Bong D., a 27-year-old Bicolano from Tabaco, Albay tends his two native goats. The potbellied ruminants are grazing in a sparsely populated hilly subdivision in Cavite. “Madali naman silang pakainin. Masaya nga mga homeowners dito at hindi na sila nagpuputol ng damo (They’re easy to feed. The homeowners here are happy as they no longer have to cut grass),” he laughs.

But goats are browsers, much more so than cattle, which prefer grass. Browsers eat shrubs and young trees, primarily. So if you have brushy, young woods that you want to clear, goats are a natural choice. Goats are not lawnmowers with legs. Goats cannot eat everything. They are nothing like the cartoon version of them, which is often shown eating tin cans happily.

Gary Pfalzbot of http://www. goatworld.com/articles/goatsaspets. shtml, says, “ …(A) goat has basically only a few things on their mind; eat, drink water, sleep, play and reproduce. And taking up the greatest percentage of that time is eating. Most goats will eat several times a day, stopping only to rest and letting their rumens process the food. An hour later they are back at it again. So to have an “outdoor pet” of this type, you must be willing and able to provide the proper food and nutrition at all times for your goat just as you would any other pet. And the water is important as well. Never deprive a goat of water. One must either have an ample field or pasture for the goat(s) to browse in addition to supplementing the diet with nutrients not readily available such as hay and alfalfa.”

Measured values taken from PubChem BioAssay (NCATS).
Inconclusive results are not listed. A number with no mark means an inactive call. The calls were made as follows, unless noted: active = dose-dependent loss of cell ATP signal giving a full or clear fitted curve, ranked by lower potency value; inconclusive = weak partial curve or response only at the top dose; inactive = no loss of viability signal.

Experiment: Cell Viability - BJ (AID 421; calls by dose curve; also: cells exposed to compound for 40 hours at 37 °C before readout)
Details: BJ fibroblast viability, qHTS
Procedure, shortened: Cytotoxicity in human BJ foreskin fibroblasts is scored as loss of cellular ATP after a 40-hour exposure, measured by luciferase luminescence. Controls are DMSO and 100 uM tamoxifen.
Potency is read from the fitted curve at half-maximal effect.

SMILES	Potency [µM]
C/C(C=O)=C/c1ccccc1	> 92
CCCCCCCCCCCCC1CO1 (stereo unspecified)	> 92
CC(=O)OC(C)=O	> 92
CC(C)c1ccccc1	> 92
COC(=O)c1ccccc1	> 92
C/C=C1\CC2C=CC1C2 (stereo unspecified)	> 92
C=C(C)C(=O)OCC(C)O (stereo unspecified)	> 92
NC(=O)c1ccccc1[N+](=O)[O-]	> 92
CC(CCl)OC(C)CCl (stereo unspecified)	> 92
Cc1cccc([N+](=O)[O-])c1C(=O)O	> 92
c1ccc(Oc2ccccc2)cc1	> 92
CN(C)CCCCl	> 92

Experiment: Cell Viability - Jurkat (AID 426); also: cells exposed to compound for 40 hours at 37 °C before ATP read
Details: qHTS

“Galing pa sa Masbate mga kambing ko. Okay ang gatas ng kambing, mas masustansya pa sa gatas ng baka (My goats come from Masbate. Goat milk is okay, more nutritious than cow milk),” Bong says. He is right, for goats are prolific milk producers, generating 90 liters per month for each doe or female goat. The goat is popularly known as the “poor man’s cow” because old folks who cannot afford cow’s milk prefer drinking goat’s milk. Aside from being cheap, goat’s milk is more digestable compared to cow’s milk.

Bong’s goats are native, small, stocky, and low set, with white and black coats, seemingly healthy, with clear and bright eyes, and have good appetite. Today there are more than 300 breeds of goats, and they live in climates ranging from high altitude mountains to deserts. These kinds of goats range from Anglo Nubian, Boer, Saanen, Tiggenburg, Alpine, and Native.

Raising goats on a small farm can have great benefits and be very rewarding.

But for Bong, his goats’ curious and friendly nature simply make them good companions.

This story appeared in Animal Scene’s July 2016 issue.